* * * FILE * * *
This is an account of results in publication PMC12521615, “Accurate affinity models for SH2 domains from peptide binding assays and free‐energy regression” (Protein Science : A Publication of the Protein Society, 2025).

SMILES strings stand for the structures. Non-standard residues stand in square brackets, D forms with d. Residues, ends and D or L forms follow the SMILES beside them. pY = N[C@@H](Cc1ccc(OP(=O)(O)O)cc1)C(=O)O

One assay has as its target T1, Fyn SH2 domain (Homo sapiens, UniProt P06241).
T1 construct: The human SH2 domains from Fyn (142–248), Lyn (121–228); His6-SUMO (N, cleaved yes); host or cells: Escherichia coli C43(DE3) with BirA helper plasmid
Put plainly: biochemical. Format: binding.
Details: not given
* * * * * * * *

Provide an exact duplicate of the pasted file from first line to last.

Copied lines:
This is an account of results in publication PMC12521615, “Accurate affinity models for SH2 domains from peptide binding assays and free‐energy regression” (Protein Science : A Publication of the Protein Society, 2025).

SMILES strings stand for the structures. Non-standard residues stand in square brackets, D forms with d. Residues, ends and D or L forms follow the SMILES beside them. pY = N[C@@H](Cc1ccc(OP(=O)(O)O)cc1)C(=O)O

One assay has as its target T1, Fyn SH2 domain (Homo sapiens, UniProt P06241).
T1 construct: The human SH2 domains from Fyn (142–248), Lyn (121–228); His6-SUMO (N, cleaved yes); host or cells: Escherichia coli C43(DE3) with BirA helper plasmid
Put plainly: biochemical. Format: binding.
Details: not given